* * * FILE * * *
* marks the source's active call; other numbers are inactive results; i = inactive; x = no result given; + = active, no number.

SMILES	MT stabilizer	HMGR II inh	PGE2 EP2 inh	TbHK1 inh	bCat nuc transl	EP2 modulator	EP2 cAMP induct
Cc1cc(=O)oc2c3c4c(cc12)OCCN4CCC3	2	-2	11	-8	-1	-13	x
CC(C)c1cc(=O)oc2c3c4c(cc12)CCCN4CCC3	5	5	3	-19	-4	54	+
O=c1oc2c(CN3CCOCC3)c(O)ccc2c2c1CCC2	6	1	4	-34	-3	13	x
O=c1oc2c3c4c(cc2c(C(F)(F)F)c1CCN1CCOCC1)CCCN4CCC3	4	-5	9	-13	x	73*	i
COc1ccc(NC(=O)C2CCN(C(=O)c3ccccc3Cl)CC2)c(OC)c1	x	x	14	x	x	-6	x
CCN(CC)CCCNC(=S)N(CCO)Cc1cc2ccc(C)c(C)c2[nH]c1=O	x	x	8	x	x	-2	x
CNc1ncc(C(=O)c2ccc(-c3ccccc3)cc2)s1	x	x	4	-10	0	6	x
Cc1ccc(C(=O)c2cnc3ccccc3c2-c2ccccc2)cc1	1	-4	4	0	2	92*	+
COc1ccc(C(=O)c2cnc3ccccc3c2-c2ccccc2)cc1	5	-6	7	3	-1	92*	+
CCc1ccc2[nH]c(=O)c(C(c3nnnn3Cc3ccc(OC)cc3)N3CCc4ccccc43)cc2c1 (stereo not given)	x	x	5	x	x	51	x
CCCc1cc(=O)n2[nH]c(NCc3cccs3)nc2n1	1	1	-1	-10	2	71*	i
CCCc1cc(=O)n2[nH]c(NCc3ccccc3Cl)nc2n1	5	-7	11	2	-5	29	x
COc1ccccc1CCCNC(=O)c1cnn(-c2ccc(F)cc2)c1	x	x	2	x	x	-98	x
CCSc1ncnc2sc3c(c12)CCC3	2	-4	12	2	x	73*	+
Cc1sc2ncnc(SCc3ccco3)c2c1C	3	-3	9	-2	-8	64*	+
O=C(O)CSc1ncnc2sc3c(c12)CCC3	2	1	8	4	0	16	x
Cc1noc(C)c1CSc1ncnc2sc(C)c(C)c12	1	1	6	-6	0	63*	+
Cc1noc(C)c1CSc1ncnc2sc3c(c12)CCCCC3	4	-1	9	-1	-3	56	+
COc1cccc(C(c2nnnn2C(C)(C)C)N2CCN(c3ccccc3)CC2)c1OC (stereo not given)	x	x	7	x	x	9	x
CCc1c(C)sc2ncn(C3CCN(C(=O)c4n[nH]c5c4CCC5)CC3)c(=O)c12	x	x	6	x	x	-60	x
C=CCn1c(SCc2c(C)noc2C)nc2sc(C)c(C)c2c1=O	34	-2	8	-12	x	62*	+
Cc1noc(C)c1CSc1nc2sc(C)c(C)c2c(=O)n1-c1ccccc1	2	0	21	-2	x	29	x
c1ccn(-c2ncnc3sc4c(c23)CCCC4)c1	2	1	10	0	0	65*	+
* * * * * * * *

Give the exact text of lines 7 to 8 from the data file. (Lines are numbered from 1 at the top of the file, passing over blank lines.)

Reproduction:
COc1ccc(NC(=O)C2CCN(C(=O)c3ccccc3Cl)CC2)c(OC)c1	x	x	14	x	x	-6	x
CCN(CC)CCCNC(=S)N(CCO)Cc1cc2ccc(C)c(C)c2[nH]c1=O	x	x	8	x	x	-2	x